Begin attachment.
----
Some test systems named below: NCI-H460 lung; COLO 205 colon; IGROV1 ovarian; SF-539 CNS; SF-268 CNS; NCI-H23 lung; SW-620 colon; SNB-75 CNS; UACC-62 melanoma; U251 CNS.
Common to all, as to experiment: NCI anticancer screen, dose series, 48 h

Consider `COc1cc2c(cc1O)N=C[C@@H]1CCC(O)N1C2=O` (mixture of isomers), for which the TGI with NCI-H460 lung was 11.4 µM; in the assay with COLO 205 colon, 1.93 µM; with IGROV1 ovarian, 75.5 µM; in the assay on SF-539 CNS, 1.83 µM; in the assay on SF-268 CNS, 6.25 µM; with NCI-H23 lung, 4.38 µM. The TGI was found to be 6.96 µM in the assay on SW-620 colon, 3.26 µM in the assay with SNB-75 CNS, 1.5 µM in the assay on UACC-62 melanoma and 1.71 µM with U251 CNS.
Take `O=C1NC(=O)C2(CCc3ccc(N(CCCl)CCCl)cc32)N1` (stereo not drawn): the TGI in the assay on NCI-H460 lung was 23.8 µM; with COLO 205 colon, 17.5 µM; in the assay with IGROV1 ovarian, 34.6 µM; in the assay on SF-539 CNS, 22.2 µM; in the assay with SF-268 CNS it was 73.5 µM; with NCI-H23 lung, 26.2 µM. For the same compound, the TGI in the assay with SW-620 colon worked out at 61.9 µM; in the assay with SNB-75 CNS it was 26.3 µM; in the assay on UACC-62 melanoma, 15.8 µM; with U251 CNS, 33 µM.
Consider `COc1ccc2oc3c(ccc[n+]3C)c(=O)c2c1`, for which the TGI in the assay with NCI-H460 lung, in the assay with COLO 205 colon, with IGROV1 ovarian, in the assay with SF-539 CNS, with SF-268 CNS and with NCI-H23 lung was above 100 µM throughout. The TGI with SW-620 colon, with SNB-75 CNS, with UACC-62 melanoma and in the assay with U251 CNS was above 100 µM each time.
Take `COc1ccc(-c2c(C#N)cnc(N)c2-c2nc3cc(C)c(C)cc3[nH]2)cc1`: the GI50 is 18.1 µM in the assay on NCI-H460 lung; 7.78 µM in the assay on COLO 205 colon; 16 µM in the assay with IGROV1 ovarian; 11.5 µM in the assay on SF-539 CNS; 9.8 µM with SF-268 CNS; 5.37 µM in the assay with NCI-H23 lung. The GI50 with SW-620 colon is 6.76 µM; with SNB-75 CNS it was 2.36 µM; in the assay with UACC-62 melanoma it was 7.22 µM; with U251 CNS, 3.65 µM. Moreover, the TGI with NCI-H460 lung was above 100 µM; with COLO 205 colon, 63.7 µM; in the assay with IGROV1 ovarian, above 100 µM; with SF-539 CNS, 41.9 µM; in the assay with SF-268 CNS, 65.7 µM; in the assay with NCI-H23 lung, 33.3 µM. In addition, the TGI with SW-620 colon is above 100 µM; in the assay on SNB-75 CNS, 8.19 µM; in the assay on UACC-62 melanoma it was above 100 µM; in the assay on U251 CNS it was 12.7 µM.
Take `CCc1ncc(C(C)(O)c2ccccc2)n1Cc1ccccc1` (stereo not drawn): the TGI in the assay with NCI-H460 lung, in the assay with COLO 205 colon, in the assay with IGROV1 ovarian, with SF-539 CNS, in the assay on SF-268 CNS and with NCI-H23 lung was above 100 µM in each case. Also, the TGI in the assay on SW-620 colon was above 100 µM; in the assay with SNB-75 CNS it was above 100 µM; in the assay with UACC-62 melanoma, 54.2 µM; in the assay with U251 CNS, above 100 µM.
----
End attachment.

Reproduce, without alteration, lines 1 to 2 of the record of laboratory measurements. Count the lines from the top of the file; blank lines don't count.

Some test systems named below: NCI-H460 lung; COLO 205 colon; IGROV1 ovarian; SF-539 CNS; SF-268 CNS; NCI-H23 lung; SW-620 colon; SNB-75 CNS; UACC-62 melanoma; U251 CNS.
Common to all, as to experiment: NCI anticancer screen, dose series, 48 h